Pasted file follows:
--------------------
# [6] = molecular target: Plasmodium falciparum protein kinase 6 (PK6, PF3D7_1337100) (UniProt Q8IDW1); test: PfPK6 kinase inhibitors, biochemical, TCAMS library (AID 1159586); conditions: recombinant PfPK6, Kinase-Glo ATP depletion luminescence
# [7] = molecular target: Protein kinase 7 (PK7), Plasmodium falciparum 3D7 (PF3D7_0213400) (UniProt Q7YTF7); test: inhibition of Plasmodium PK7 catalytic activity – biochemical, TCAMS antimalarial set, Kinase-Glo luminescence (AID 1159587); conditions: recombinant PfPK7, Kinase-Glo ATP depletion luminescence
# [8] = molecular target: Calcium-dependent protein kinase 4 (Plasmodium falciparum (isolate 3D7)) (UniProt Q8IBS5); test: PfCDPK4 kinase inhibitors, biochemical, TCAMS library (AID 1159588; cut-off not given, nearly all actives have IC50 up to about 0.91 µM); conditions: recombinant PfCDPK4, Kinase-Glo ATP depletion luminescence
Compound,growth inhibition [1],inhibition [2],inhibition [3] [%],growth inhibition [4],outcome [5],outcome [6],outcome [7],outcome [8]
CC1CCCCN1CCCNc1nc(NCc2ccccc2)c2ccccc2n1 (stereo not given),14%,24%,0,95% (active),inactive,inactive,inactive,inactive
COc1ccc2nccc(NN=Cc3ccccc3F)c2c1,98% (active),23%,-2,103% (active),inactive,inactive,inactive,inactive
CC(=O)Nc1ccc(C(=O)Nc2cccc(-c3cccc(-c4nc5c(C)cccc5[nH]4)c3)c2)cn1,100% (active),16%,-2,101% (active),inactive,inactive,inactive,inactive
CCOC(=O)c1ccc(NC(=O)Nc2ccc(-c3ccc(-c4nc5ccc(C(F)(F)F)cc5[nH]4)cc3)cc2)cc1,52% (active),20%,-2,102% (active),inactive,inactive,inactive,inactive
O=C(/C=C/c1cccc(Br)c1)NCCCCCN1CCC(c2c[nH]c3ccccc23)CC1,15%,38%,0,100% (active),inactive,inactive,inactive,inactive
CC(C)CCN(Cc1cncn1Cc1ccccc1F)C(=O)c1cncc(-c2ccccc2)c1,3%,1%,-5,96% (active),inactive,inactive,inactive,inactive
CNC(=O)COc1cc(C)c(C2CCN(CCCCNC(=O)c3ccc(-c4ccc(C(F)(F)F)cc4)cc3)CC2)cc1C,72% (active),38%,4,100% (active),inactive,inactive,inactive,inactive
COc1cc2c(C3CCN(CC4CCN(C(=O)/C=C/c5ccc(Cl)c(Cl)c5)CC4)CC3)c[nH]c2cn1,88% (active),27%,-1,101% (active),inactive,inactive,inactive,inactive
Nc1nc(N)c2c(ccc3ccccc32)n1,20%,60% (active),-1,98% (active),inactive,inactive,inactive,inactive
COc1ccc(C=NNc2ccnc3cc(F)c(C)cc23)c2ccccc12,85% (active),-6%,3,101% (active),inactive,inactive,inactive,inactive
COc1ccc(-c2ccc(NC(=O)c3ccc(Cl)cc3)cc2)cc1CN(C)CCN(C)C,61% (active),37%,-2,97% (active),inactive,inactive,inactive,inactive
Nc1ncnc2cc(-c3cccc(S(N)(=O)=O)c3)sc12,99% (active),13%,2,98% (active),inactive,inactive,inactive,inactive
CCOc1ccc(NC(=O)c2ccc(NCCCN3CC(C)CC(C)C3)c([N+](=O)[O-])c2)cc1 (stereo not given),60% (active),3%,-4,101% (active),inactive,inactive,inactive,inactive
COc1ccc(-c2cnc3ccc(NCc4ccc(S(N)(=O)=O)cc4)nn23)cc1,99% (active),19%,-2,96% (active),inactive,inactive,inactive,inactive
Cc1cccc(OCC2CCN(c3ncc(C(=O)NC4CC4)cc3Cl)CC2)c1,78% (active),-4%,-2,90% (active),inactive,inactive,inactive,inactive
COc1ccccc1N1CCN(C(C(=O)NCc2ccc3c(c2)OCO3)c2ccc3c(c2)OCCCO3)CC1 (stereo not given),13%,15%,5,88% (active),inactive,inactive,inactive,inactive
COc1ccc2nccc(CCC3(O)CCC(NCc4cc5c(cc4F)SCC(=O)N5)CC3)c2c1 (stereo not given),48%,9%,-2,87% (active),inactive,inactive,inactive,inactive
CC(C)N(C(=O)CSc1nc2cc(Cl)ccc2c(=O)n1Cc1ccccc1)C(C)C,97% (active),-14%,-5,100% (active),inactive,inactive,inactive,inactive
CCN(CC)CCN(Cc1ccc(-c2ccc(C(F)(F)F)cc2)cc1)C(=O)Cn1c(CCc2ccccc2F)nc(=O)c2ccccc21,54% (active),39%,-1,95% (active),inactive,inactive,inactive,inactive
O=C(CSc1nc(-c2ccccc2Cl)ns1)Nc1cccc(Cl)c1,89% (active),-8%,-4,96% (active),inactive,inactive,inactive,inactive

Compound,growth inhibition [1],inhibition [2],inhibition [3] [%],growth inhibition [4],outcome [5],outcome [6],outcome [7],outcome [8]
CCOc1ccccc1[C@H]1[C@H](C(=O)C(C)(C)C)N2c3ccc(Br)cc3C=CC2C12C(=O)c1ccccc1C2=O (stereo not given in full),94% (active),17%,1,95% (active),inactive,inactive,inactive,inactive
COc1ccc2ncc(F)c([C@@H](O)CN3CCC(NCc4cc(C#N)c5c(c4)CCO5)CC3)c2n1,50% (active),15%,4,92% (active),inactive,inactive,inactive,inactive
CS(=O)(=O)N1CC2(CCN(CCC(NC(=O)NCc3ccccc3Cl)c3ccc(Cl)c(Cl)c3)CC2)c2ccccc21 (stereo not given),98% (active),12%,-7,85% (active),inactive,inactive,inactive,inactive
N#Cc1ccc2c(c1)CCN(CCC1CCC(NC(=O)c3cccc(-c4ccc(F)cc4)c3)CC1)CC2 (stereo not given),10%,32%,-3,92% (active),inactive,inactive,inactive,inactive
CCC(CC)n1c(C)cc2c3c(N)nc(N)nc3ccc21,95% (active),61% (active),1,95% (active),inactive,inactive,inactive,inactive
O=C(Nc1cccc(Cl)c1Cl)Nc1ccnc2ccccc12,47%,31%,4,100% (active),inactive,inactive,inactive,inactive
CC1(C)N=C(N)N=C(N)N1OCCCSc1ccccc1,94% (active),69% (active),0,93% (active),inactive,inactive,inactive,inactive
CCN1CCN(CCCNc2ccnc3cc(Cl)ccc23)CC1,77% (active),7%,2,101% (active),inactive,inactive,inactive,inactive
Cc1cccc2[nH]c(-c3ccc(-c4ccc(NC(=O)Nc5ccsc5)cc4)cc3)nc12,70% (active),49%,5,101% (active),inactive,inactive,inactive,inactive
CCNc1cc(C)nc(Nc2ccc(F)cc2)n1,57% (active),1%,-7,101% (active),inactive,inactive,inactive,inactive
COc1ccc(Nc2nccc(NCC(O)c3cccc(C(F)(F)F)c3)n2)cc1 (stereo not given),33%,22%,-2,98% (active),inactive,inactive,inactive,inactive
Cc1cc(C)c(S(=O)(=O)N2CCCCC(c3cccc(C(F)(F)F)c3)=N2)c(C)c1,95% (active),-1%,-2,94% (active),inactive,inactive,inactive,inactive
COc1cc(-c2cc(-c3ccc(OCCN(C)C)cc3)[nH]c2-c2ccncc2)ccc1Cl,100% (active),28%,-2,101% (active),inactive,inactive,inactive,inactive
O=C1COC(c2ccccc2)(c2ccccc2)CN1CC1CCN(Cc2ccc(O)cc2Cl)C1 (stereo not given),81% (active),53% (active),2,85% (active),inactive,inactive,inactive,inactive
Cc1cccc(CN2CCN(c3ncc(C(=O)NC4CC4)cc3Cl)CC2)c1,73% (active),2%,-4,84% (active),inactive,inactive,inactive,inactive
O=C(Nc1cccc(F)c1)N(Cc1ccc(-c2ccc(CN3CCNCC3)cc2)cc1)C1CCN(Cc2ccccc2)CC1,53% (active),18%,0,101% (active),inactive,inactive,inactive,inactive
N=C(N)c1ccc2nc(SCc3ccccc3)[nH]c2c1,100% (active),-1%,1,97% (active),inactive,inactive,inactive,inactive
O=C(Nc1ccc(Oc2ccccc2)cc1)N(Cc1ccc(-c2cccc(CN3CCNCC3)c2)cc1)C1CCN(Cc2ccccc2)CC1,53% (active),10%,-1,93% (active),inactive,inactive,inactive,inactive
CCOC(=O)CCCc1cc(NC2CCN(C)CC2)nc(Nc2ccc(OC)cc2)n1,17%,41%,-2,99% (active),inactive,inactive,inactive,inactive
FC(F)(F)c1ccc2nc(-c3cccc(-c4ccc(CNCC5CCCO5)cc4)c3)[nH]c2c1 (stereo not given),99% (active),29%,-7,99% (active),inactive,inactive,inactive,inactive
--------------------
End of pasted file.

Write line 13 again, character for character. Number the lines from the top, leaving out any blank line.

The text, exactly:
Nc1nc(N)c2c(ccc3ccccc32)n1,20%,60% (active),-1,98% (active),inactive,inactive,inactive,inactive